Evan’s Take: Evaluating the New York Yankees shortstop problem


It’s yet another offseason for the New York Yankees where they come off a disappointing performance in the postseason. The team has yet to reach the World Series since 2009 and were unable to reach the full potential of a 2022 lineup that featured an MVP candidate in Aaron Judge, an ace pitcher in Gerrit Cole, and power hitting options like Giancarlo Stanton and Anthony Rizzo. It hurt even more for the team considering it was to the Houston Astros, a team that’s historically dominated the Bronx Bombers. While you could point fingers at just about any position on the team, including the team’s general manager Brian Cashman and manager Aaron Boone, I’ve chosen to focus on the team’s problem at shortstop and evaluate the most likely options they currently have at fixing the position and bringing it back to a positive aspect of the team.  

Isiah Kiner-Falefa 

The Yankees picked up Kiner-Falefa this season in a trade with the Minnesota Twins that also got the team former all-star Josh Donaldson. At the time, while I wasn’t a fan of the acquisition of Donaldson, I really liked what Kiner-Falefa brought to the table. He was a former gold glove winner, he showed solid potential at the plate, and brought a great attitude to the locker room. What wasn’t to like? However, as the season progressed, the defensive strengths that Kiner-Falefa once flashed in Texas became a thing of the past. He committed error after error and while he wasn’t awful at the plate, it wasn’t nearly strong enough to help make up for the defensive mistakes he was making on the field. 15 errors are certainly not great and it’s clear that the Yankees can’t see him as a dependable player in 2023. If New York were to retain him for next season, he’d be best as a backup infielder and definitely not as a starter, unless the team is interested in repeating the results of his 2022 season once again. 

Oswaldo Cabrera 

Cabrera was called up on Aug. 17 and showcased his versatility across the field. Throughout his short time during the regular season, he played third base, shortstop, second base, first base, and right field. He definitely lacked the bat he had during the regular season in the postseason, but if he can fix some things going into his second season in the majors, I like what he brings to the table. From a shortstop perspective, I really don’t see how he could be a main option at shortstop for this team with his weaknesses, but you certainly need to retain him if you’re the Yankees. That versatility on the field that Cabrera provided this season is great for this roster, especially when you can retain him on a cheap contract. However, he’s certainly not a starter for this team and it’s best to keep him as a utility man for next season or as an injury replacement.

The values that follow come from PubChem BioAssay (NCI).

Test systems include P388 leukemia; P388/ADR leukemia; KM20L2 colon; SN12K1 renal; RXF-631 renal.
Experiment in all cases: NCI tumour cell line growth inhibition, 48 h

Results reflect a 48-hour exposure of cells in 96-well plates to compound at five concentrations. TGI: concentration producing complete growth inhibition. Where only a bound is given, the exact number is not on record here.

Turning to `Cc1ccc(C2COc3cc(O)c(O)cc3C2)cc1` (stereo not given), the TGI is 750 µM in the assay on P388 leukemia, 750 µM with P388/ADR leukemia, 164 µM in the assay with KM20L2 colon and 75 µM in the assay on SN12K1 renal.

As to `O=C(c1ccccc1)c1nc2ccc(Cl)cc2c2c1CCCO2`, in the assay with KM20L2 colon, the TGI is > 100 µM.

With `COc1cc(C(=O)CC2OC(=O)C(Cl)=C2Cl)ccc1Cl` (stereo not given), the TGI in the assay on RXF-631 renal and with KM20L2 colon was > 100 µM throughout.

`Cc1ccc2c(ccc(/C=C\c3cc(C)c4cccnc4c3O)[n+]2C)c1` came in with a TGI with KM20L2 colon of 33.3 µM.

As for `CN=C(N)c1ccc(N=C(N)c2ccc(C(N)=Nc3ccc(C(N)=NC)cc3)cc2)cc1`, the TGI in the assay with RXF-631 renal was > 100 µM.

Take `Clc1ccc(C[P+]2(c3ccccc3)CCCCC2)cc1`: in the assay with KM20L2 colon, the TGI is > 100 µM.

Oswald Peraza 

The pressure to bring up Peraza was tremendous in 2022. At a young 22 years old, Peraza was the #3 prospect in the team’s farm system and had many enticing tools that could be of great use to the team. He has great defensive tools for an MLB shortstop and while he may not have elite power, his contact and ability to pop with the ball was certainly seen when the Yankees decided to call him up on Sep. 1. His defense was such a priority that the team opted to start Peraza in game 2 of the ALCS even with his little experience in the majors. He even showed off some flare on defense with a couple of great plays for the team. Peraza’s speed is really solid and it’s been shown on the base pads, so that’s a huge plus. I could see the team going with Peraza with what he showed depending on his 2023 spring training performance, or they could go with my next option: a younger shortstop with higher upside and one of the top prospects in baseball.